Many of the important keepsakes on my altar stay the same; an old-timey photo we took together in Fort Worth a few months before his accident, his wrist watch and pocket knife – both of which he was never without, his pilot’s license, a few of his model helicopters, a rose from the last anniversary bouquet he gave me. Over the past year, I’ve slowly started adding things to it too, particularly when I go on trips. This has become one of the things I enjoy most about this alter… using it as part of other memorial activities that I do.
He loved the outdoors, so I’ve started bringing back small stones from various national and state parks I visit. (The stack of red rocks is from a visit to the Grand Canyon last fall, a trip we’d planned to take together but didn’t get to.) Another thing that I’ve enjoyed is the pressed pennies you can get in just about any city now a-days. I’ve always collected these, and before he died we used to collect them together, so now when I go to new cities, I still get them and bring them and keep them in his space. And then there’s the awesomely creepy skeleton version of us I purchased at a Dia de los Muertos shop in San Antonio near where I live (while not for everyone, he would have appreciated the dark humor of this!).
Adding to his altar from all of my adventures helps me to keep him included in my life in a positive way and not to feel as if I am leaving him behind or not allowing myself to get out and live. I may not be able to buy him a cool tourist shirt that he can wear, but I can still celebrate the idea of bringing him something back from my travels and give myself permission to enjoy letting him be a part of my life still.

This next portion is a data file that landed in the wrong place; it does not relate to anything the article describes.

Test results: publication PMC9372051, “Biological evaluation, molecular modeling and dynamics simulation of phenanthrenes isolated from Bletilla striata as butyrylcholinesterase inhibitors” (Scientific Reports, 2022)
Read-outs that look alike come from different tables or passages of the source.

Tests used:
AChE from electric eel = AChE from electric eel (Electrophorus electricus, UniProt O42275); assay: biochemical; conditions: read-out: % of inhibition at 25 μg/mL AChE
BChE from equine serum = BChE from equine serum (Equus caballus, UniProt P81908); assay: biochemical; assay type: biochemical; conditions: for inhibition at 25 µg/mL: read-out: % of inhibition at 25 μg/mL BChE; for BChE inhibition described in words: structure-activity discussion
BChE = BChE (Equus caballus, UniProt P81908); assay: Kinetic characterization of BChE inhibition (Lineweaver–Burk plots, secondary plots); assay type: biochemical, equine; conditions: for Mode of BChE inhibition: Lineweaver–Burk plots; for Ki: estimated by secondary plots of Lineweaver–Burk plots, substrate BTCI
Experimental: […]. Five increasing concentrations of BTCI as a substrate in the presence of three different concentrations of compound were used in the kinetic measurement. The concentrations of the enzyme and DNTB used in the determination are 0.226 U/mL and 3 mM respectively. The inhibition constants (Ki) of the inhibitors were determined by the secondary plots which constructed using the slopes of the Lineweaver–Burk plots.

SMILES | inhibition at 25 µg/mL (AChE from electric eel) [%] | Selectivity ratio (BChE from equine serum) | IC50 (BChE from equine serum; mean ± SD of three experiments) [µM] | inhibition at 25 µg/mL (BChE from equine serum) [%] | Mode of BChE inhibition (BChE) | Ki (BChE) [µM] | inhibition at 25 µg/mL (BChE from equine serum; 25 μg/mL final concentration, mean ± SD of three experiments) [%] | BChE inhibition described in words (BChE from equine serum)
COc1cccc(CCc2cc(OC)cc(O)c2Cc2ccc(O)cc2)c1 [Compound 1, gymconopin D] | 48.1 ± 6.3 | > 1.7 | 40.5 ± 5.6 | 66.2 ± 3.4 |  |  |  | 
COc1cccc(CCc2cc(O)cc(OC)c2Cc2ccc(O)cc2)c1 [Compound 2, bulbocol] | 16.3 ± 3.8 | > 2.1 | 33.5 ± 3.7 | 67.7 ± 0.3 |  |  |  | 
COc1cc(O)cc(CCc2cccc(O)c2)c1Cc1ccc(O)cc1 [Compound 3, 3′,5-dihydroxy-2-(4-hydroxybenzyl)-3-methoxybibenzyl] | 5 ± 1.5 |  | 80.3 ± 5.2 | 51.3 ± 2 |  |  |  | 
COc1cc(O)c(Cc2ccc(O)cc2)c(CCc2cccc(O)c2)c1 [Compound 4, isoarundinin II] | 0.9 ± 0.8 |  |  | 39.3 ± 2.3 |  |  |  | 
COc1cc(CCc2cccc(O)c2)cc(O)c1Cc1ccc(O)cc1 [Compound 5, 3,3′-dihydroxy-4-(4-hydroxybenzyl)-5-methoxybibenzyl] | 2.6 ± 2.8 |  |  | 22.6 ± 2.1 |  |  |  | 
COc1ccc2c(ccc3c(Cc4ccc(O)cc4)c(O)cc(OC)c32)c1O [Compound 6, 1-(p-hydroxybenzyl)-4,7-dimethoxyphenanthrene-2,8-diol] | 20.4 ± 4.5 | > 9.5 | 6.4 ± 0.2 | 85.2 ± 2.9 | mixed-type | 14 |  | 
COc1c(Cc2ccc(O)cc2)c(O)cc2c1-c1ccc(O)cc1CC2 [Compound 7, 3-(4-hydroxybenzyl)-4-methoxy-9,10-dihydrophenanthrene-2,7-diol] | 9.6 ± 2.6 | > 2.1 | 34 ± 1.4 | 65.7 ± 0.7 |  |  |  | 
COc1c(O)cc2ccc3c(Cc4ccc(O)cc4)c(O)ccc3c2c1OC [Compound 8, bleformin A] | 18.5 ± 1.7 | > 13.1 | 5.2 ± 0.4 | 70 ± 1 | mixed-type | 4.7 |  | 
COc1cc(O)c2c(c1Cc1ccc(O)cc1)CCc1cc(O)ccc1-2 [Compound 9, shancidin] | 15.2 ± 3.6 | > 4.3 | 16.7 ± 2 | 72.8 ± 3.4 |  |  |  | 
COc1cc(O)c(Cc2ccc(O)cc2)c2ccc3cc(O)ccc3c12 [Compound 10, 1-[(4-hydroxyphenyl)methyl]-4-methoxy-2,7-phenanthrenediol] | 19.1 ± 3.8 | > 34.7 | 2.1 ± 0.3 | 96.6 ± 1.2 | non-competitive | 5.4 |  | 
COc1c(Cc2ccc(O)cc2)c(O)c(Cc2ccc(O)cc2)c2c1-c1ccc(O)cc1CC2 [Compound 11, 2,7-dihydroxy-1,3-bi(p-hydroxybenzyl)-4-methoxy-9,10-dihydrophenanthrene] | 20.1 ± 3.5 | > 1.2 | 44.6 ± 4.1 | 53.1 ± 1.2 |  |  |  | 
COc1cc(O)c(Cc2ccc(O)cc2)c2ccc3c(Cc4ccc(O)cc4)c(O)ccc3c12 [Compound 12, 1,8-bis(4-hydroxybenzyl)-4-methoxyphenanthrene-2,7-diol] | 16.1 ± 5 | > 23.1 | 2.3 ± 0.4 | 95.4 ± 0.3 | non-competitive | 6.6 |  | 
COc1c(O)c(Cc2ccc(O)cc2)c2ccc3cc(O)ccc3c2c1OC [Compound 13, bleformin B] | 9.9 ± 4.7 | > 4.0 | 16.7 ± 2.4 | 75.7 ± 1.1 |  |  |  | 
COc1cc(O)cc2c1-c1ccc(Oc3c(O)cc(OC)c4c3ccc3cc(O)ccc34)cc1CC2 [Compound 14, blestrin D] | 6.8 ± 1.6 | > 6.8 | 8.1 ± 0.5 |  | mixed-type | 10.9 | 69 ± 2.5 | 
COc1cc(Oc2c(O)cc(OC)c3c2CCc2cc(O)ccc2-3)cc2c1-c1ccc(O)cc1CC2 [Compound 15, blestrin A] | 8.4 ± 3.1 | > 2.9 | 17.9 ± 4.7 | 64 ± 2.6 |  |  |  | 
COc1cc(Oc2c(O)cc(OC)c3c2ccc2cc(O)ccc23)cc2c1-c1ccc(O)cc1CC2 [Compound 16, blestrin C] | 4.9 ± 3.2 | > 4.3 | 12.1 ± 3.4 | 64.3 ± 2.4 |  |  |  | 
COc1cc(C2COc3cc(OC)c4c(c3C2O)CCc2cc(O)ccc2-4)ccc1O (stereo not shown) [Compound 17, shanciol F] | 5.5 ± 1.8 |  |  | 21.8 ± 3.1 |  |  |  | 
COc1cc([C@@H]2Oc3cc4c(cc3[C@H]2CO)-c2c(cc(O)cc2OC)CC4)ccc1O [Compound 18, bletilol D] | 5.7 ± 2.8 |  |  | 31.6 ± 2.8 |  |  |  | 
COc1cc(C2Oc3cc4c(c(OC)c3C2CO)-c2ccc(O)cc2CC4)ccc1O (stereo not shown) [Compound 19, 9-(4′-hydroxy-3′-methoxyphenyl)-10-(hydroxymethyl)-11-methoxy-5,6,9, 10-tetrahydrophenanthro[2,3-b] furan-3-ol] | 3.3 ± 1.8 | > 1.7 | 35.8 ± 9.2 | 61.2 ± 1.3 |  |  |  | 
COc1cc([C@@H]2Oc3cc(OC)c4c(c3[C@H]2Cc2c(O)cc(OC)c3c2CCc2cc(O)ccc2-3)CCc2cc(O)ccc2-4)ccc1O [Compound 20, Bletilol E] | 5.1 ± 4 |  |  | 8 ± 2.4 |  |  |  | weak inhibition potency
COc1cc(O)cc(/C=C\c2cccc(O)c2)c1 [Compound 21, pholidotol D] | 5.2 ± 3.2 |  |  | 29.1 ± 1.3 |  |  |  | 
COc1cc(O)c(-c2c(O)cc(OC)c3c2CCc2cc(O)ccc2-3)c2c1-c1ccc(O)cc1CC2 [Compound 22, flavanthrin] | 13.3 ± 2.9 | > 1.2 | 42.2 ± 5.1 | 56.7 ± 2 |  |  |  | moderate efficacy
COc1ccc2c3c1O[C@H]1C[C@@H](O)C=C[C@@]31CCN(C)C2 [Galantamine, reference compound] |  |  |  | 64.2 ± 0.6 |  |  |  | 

These active memorials and altars allow me to use my creativity and give me some way to look forward to connecting with him no matter where I am. They also help to remind me that it’s okay – in fact beautiful – to let him still come along with me on my journeys and adventures in spirit.
For Your Journey: Do you have an altar up for a loved one, or a special active memorial that you do? If not, what might be some creative ways that you can give yourself permission to still give your love to that person, even though they are no longer physically here with you?